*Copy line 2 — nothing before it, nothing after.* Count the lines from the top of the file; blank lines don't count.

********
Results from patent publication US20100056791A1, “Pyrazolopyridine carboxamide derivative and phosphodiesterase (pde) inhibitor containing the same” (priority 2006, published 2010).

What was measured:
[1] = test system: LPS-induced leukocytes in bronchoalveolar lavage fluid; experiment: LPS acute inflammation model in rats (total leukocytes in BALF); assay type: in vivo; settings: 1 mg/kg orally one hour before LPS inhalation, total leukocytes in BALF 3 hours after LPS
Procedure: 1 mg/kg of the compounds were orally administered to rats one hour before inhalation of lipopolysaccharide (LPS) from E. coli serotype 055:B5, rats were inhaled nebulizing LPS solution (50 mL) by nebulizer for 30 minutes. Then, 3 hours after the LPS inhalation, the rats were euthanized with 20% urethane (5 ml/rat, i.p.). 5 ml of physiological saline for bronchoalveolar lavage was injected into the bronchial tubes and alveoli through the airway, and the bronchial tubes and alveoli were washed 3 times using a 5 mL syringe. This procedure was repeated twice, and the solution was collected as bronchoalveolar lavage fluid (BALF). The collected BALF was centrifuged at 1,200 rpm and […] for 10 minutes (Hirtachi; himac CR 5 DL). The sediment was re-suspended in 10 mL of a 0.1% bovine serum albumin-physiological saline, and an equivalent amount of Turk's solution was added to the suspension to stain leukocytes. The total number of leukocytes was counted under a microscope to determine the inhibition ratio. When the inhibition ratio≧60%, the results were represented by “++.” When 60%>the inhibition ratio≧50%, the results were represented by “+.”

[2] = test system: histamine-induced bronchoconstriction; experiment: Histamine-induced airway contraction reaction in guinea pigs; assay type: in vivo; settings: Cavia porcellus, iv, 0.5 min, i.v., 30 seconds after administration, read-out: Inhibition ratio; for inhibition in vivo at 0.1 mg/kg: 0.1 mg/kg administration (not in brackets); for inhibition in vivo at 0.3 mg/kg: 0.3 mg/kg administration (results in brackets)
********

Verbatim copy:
What was measured: